Lewis Hamilton has won his fifth world championship after Max Verstappen beat Sebastian Vettel to victory at the Mexican Grand Prix.
The odds were stacked in Hamilton’s favour, with the Briton needing to finish seventh to guarantee the title if Vettel won the race, but anything less than victory for the German would assure the Mercedes driver claimed the prize.
But Hamilton nonetheless had victory on his mind after a difficult race in Austin last weekend, and he made good on his aim by making a sizzling start to jump polesitter Daniel Ricciardo off the line and following Verstappen into the first turn.
However, just as it did in the United States, Hamilton’s race foundered on poor tyre wear, and his bid for the podium fell apart in a difficult second stint. He was forced to make a second pit stop and conserve heavily in the final part of the race, eventually finishing 78 seconds off the lead.
The result didn’t reflect the dominant second half of the season that delivered Hamilton into a championship-winning position, but it was more than enough to end his title campaign two rounds early and claim a rare fifth crown.
“it’s a very strange feeling right now,” Hamilton said. “It was a horrible race!
“I want to say a big thank you to my team. What I was saying on the radio was it wasn’t won here; it was won with a lot of hard work throughout all the races.”
Hamilton’s triumph equals the five titles won by Juan Manuel Fangio, who won the 1954 championship with Mercedes, and Hamilton acknowledged the role the Silver Arrows have played in his increasingly decorated Formula One career.
“I’ve been with Mercedes since I was 13, so to complete what Fangio had done with a Mercedes is an incredible feeling. A very, very surreal moment.”
Vettel was downcast post-race despite his title hopes being purely mathematical before the weekend, but the German was gracious in defeat.
“Obviously not an easy day, but well deserved,” he said. “Congrats to him and his team, they did a superb job all year.
“I think we need to stand here, accept that and say congratulations.”
While Hamilton celebrated off the podium, Verstappen was celebrating on it after a commanding driver delivered him his second win of the season.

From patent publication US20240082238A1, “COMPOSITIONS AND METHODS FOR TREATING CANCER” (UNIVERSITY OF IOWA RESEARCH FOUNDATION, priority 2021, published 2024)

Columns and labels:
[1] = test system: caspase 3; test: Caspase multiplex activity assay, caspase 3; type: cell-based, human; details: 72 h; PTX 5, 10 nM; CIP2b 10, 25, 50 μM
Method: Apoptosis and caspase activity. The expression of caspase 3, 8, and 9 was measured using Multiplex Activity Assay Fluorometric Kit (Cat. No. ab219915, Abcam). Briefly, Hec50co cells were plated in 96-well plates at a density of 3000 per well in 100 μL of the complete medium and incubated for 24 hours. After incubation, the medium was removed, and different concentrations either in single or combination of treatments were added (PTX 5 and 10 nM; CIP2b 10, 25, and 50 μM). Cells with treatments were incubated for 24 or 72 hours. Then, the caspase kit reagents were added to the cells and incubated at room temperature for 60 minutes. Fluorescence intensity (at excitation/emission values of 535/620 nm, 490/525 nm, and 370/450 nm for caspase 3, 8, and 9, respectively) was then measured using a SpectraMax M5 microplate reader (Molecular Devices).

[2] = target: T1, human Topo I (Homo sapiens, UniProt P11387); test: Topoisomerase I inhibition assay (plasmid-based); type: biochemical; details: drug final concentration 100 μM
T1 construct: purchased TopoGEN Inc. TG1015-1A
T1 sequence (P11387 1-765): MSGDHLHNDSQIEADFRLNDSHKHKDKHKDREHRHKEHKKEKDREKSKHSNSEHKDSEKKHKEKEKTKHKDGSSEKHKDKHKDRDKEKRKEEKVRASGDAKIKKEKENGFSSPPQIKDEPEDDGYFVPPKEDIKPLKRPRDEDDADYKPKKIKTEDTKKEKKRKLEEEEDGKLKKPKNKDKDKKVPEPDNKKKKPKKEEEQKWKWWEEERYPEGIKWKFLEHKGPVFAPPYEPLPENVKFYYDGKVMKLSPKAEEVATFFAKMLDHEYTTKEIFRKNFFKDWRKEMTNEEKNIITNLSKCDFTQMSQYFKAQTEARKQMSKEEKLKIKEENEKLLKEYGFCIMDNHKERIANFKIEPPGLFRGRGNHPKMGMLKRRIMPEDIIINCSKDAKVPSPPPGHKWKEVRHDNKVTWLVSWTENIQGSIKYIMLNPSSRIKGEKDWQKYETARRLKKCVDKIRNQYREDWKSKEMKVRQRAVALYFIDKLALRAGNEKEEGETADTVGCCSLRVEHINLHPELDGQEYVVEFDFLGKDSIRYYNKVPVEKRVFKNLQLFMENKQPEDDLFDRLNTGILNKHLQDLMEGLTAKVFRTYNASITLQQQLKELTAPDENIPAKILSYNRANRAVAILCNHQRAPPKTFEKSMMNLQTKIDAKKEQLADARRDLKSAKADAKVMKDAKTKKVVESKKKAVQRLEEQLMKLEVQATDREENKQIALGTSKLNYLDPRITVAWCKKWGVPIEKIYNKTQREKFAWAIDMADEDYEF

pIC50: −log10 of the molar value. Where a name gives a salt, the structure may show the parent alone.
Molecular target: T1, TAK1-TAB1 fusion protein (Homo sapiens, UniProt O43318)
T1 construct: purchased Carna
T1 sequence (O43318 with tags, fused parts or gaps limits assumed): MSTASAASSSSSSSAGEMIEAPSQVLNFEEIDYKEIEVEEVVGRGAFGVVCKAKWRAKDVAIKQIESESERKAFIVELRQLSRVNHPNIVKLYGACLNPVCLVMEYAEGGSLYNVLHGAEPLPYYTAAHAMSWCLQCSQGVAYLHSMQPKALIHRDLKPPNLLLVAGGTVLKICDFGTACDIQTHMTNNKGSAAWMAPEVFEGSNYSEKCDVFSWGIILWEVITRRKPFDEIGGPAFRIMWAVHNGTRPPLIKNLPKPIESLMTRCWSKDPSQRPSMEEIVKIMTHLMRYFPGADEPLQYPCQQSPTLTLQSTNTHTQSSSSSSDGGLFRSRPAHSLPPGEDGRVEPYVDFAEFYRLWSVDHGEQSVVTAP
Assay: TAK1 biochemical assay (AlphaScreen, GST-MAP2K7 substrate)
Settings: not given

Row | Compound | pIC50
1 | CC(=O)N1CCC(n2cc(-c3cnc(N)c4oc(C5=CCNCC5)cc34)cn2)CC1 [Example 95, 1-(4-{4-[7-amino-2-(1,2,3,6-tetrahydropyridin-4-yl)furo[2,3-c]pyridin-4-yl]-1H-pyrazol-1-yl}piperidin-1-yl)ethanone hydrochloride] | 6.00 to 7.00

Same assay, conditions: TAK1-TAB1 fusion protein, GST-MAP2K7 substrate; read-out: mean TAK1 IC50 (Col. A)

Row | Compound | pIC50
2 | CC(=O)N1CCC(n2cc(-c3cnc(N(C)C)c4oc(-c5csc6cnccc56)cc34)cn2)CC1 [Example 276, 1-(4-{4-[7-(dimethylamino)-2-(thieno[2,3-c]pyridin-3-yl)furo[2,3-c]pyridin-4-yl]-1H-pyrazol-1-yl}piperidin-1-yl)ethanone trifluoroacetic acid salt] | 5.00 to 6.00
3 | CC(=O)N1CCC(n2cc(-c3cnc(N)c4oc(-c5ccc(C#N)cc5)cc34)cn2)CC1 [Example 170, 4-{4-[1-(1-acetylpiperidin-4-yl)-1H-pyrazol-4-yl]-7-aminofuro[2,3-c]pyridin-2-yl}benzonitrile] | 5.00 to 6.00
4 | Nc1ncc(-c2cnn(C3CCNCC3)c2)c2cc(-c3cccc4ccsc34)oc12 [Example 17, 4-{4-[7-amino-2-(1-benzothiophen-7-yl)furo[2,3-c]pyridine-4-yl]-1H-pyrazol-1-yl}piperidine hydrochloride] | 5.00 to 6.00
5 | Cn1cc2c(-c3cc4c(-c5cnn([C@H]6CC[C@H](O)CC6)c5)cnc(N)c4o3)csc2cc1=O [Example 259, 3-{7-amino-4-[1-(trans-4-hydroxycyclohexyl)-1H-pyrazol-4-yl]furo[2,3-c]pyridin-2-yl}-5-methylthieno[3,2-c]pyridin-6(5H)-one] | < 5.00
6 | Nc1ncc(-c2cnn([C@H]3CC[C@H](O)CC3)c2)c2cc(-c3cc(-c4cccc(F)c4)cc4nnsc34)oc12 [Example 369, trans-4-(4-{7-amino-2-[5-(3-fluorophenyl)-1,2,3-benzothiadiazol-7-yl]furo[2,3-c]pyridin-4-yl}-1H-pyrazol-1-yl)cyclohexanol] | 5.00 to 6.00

The Red Bull Racing driver was devastated to lose pole position to his teammate on Saturday, but he made up for it by acing his start and seizing the lead into turn one.
Ricciardo, on the other hand, was bogged down with wheelspin. He was forced to defend against Valtteri Bottas into turn one but emerged from the second corner with third place intact.
Behind the battling frontrunners Nico Hulkenberg and Esteban Ocon tangled, causing significant damage to the Force India’s front wing. Worse was that debris from Ocon’s car struck Fernando Alonso’s McLaren, forcing him into retirement four laps later.
Verstappen was busy making hay from the lead, progressively eking out his lead over Hamilton, but tyre management was already coming into play, with Mercedes struggling particularly badly on the ultrasoft tyre.
Hamilton was brought in first on lap 11, opening the pit stop window just as Ricciardo was sizing him up for move. Ricciardo followed him in on the following lap, but the Briton had maximised the fresh rubber to extend his gap to the Australian, maintaining his position.
Verstappen stopped from the lead on lap 13, keeping his place ahead of both, with Vettel and Kimi Raikkonen stopping four laps later.
The Dutchman sprinted further into the lead, using the clean air at the head of the field to keep his tyres alive at the same time, but behind him Hamilton was already running into trouble, his tyres falling away rapidly
The Mercedes driver’s top-speed advantage over Ricciardo helped keep the Red Bull Racing driver behind him, but both were defenceless against Vettel on his fresher tyres, and the German swept past them by lap 39.
It took Ricciardo until lap 47 get past Hamilton, by which point the Briton’s tyres were shot, requiring another tyre change. His pit stop triggered tyre changes for Vettel, who dropped to third behind Ricciardo, and Verstappen, who emerged from pit lane still in the lead ahead of his teammate.
Ricciardo was left on his worn supersoft tyres to slow Vettel’s pursuit of Verstappen’s lead, a task he admirably executed until lap 62, when a devastatingly familiar puff of smoke from his engine forced him to stop by the side of the road in his eighth retirement of the season.
Verstappen turned his engine down to avoid meeting his teammate’s fate, but his buffer was significant enough for him to easily maintain the lead, and he took the chequered flag more than 15 seconds ahead of Vettel and almost 50 seconds ahead of Raikkonen in third.
“The start was the key,” Verstappen said. “I was really determined to win today, luckily we did that.
“We had the right tyres and the cars was working brilliantly.”
Renault Nico Hulkenberg and Sauber’s Charles Leclerc finished sixth and seventh respectively. McLaren’s Stoffel Vandoorne equalled his best result of the season in eighth, ahead of Sauber’s Marcus Ericsson and Toro Rosso’s Pierre Gasly in ninth and 10th.